In what may be the most expensive cruise product enrichment program to date, Sitmar Cruises is offering a $1-million game show giveaway and an unprecedented schedule of big name entertainment on its September through March cruises. The inception of the six-million dollar program coincides with Sitmar is withdrawal from the discount market and represents the line's attempt to further broaden the appeal of cruising, according to Scott Hannan, Sitmar is vice president of marketing.
"In order to at tract new passengers, the industry must focus on the value added side of cruising, which means we either can discount the cruises or enrich them," Hannan said. "Sitmar has chosen to enrich them because we do not believe that the prospect of saving $250 will encourage someone to take a cruise if he has never taken one before. "
"Our new program, Sitmar Showtime Cruises, is a total entertainment package that markets the excitement of cruising in a concrete fashion. It tells you everything the cruise will offer, and provides very definite and motivating reasons for taking it," Hannan added.
Although much more costly than discount promotions, Hannan said that product enrichment is "an investment in product delivery" - the key, he believes, to establishing a repeat clientele.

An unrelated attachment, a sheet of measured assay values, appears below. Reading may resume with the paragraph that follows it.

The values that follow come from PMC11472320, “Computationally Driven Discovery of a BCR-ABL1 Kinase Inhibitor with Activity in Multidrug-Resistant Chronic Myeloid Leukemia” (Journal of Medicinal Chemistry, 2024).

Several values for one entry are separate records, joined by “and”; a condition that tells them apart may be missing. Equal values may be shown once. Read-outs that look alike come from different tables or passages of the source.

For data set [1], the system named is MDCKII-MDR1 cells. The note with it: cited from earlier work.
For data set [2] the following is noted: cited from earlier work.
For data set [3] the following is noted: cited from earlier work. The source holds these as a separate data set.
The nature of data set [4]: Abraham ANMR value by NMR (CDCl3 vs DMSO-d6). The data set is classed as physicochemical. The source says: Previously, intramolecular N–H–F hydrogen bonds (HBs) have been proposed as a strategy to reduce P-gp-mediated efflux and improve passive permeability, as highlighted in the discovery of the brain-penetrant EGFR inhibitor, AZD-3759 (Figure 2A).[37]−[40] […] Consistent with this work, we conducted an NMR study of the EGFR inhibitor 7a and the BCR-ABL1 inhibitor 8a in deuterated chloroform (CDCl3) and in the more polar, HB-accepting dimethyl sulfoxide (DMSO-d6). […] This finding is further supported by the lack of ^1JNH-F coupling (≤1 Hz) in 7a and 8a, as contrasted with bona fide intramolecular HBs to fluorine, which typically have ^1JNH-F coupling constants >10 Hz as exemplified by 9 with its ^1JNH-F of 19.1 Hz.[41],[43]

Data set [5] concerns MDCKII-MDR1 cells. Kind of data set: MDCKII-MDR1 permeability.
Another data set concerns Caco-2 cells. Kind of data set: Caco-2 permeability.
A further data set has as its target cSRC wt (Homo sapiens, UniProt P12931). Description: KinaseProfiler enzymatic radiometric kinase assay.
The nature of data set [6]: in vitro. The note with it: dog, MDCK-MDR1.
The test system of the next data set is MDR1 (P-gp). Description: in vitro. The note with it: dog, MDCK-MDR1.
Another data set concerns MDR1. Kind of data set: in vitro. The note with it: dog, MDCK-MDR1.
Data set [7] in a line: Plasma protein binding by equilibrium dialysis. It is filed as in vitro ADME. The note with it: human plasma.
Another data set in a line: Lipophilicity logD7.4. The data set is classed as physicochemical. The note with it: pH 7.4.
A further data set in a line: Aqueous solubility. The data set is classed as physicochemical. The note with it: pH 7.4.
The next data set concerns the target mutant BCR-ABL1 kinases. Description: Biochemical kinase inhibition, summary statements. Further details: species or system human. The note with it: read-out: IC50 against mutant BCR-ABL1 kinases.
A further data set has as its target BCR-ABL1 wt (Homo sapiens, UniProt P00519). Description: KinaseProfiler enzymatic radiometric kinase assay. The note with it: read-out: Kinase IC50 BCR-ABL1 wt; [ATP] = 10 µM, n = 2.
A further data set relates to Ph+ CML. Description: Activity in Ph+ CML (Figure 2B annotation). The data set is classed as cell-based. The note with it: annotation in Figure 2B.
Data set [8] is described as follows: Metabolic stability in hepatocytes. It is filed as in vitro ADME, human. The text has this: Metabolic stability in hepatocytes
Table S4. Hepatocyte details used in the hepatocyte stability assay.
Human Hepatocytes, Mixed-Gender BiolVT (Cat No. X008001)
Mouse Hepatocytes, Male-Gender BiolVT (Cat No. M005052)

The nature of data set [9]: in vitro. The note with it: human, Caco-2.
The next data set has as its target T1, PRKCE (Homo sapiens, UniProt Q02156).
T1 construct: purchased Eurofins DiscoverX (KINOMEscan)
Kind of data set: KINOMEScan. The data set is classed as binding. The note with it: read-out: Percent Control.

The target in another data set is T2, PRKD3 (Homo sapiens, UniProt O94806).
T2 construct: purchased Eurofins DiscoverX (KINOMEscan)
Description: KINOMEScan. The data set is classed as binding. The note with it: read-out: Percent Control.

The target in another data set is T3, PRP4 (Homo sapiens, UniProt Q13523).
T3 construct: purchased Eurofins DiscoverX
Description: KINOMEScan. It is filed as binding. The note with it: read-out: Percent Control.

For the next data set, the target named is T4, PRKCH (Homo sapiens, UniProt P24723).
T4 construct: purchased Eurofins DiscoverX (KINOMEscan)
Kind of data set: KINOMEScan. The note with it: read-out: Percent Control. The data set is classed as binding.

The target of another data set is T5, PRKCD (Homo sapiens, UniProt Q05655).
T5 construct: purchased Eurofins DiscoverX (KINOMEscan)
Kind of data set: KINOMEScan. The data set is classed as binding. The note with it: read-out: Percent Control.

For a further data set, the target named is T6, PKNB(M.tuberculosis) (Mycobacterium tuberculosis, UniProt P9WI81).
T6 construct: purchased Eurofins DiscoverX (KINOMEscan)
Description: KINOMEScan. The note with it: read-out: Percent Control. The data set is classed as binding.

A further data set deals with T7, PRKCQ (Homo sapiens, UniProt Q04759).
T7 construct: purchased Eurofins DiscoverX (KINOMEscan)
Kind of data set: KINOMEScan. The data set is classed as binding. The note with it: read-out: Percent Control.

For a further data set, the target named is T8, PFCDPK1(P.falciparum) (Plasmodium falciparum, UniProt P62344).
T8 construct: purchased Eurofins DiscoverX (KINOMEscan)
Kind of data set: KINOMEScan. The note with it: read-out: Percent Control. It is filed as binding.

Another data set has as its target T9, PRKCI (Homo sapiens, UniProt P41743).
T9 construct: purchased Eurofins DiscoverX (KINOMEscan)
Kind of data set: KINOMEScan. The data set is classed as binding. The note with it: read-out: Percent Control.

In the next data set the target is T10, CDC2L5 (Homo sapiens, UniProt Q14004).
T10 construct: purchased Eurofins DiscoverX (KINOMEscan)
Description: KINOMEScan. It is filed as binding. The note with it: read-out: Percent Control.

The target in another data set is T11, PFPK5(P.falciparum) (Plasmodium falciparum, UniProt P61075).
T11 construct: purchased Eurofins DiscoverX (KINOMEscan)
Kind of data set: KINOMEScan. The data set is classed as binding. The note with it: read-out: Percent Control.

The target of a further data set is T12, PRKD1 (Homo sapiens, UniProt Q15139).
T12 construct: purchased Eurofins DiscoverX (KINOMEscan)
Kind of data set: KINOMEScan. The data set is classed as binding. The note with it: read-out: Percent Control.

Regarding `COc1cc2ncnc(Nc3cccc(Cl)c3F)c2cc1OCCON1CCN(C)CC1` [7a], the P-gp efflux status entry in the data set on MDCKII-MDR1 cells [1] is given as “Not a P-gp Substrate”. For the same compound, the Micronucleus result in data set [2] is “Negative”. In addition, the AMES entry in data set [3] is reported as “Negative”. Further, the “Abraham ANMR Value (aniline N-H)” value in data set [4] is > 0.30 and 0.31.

"It is the type of investment that will pay big dividends because we're creating a product that will encourage first-timers to return," Hannan said.
According to Hannan, by enriching its cruise product, Sitmar can offer an increasingly better cruise to experienced passengers, who account for approximately 70% of the line is business. He also said that, in order to further accommodate this market, the line will feature only mid-length cruises in 1986.
"Experienced passengers want longer cruises and more days at sea, so we have eliminated our seven-day sailings in 1986, and have decided to offer only eight to 12-day itineraries next year," Hannan explained.
The other significant change for 1986 is the repositioning of Fairsky from Los Angeles to Port Everglades, for a series of eight and 10-day Caribbean cruises, scheduled to begin October 9, 1986 - a move Hannan said was made to better expose the ship to cruise passengers and agents on the East Coast.
As for Sitmar's plans to build two new ships, Hannan said the line still is negotiating with several shipyards, and expects to announce a decision next year.
Will the line expand into new markets?
"Definitely," Hannan said, but could not yet elaborate further.